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March Sure Doesn't Go Out Like A Lamb but Opening Day's Around the Corner

New Yorkers are getting a little stir crazy. The weather hasn't been horrible but it sure hasn't been warm. Ready or not, Opening Day is April Fool's Day and for the first time in recent memory, the Yankees and the Mets both open at home. The reason is that this is the first year when there is an interleague game almost every day and traditional scheduling methods have had to be modified if not scrapped.

2013 will also be the first season that the intracity interleague games are played in one four-game series, two at home and two at away. This is a good idea because the buildup of city passion over two three-game series that have been on the schedule since 1997 have proved too wearing on the players , especially in New York and Chicago.

On April 1, 2013, the Yankees will host the Red Sox. For the first time since the early 1990s neither team is favored to win the AL East division or is not considered a lock for even one of the two wild card entries into the playoffs. Meanwhile, over in Queens the Mets cut the ribbon on the 2013 season with their "historic rival" the San Diego Padres. (I hope dear readers can see my tongue planted firmly in my cheek.)

Neither New York team is expected to do much this year but one thing is clear from my over 60 years of close watching of baseball: There will always be a surprise team who defies the pundits and contends at least into midsummer. That team will not likely win anything though the presence of two wild cards might possibly lead a surprise team into the playoffs.

I see the Mariners and Royals as possible surprise teams in the American League because their youngsters may be coming of age, esp. in Kansas City, a team now bolstered with the
veteran arms from Tampa Bay of JAMES SHIELDS and WADE DAVIS. With a high ceiling catcher in SALVADOR PEREZ and solid bats in BILLY BUTLER, ALEX GORDON and hopefully at long last first baseman ERIC HOSMER, the Royals might just be on the upswing. Certainly the great victory-starved fans of KC deserve a contender.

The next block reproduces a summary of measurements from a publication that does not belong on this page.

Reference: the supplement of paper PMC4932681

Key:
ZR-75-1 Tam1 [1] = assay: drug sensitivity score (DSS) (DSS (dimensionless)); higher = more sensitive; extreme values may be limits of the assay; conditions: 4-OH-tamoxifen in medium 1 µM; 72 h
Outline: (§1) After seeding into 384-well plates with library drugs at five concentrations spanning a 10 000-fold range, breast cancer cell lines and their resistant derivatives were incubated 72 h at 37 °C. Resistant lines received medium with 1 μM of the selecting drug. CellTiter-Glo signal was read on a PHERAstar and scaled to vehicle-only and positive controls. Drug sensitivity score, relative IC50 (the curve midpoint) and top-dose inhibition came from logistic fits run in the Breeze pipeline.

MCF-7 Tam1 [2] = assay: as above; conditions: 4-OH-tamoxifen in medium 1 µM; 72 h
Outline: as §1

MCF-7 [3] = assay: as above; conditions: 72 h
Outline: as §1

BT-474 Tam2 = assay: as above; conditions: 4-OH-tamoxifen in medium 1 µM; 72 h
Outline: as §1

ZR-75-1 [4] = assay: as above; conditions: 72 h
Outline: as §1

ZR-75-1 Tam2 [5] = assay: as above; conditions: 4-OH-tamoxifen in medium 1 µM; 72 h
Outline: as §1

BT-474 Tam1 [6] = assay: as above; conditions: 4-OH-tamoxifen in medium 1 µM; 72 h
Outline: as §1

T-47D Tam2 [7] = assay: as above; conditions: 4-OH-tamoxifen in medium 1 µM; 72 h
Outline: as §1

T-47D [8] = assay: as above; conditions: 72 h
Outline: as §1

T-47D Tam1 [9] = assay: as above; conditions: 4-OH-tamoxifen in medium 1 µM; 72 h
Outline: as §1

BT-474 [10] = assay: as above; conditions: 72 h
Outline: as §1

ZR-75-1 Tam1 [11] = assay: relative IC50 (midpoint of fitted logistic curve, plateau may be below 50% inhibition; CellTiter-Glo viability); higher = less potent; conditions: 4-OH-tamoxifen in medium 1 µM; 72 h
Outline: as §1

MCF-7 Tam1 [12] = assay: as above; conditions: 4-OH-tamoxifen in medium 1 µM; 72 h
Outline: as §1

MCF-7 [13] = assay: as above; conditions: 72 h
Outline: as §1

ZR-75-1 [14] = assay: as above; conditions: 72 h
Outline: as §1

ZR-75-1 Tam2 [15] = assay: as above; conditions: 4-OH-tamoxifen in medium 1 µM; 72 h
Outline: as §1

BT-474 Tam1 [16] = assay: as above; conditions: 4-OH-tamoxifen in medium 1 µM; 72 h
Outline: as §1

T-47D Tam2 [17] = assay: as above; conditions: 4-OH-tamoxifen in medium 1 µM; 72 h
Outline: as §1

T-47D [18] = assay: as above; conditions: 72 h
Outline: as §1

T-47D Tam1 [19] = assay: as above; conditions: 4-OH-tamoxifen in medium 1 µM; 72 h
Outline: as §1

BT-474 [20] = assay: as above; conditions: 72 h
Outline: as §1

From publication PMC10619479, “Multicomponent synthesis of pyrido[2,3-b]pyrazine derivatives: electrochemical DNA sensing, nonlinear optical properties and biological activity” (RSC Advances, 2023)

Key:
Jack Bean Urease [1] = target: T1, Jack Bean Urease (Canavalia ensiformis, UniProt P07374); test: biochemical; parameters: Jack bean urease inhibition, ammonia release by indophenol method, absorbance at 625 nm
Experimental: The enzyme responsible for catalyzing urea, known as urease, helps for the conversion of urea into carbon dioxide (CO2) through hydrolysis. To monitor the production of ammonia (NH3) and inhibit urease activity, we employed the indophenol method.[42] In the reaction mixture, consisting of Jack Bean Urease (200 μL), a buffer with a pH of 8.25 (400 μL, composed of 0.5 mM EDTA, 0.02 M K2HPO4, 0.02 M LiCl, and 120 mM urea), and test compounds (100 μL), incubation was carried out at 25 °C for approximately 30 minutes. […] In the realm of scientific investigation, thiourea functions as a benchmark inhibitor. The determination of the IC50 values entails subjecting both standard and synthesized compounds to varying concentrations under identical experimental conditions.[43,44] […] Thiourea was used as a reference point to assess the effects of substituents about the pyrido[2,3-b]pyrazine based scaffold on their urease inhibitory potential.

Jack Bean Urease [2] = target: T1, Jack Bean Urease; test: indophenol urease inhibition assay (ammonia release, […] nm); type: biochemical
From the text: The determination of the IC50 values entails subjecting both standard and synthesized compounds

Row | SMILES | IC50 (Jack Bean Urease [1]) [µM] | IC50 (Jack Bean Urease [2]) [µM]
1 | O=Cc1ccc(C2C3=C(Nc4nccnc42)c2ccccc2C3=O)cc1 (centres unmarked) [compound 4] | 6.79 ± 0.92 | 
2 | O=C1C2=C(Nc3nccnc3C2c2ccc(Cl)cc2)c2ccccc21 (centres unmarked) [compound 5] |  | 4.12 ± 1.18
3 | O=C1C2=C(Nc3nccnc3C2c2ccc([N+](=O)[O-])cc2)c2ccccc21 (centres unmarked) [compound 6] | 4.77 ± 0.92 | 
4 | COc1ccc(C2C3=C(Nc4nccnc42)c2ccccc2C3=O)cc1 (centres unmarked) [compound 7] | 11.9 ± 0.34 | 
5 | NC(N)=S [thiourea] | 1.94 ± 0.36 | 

As an ardent Oriole fan, I know the AL better than the NL so I'm not sure who can surprise in the senior circuit. I do think San Diego's manager BUD BLACK has the ability to get the most out of his material.

He's the third member of Angels manager MIKE SCIOSCIA's staff that won the 2002 World Series to become a major league manager. Black joins JOE MADDON of the Tampa Rays
and RON ROENICKE of the Milwaukee Brewers. Ironically, as Angels owner ARTE MORENO has lately binged on the huge long-term expensive contracts for sluggers ALBERT PUJOLS and JOSH HAMILTON, Scioscia's own job security may be threatened.

As I eagerly look ahead to the new season, I still am glowing from the wonderful few days I enjoyed in the Phoenix area in mid-March. The 20th annual conference of "NINE: A Journal of Baseball History and Culture" provided the expected stimulation.

The papers ranged from a witty analysis of American baseball stadium statues to the pros and cons of "Pump and Dump" strategies of baseball teams moving to spend and then to unload expensive contracts. An evening with BOB MOTLEY, a 90-year-old umpire who succeeded in both the Negro leagues and the Pacific Coast League, was another memorable highlight.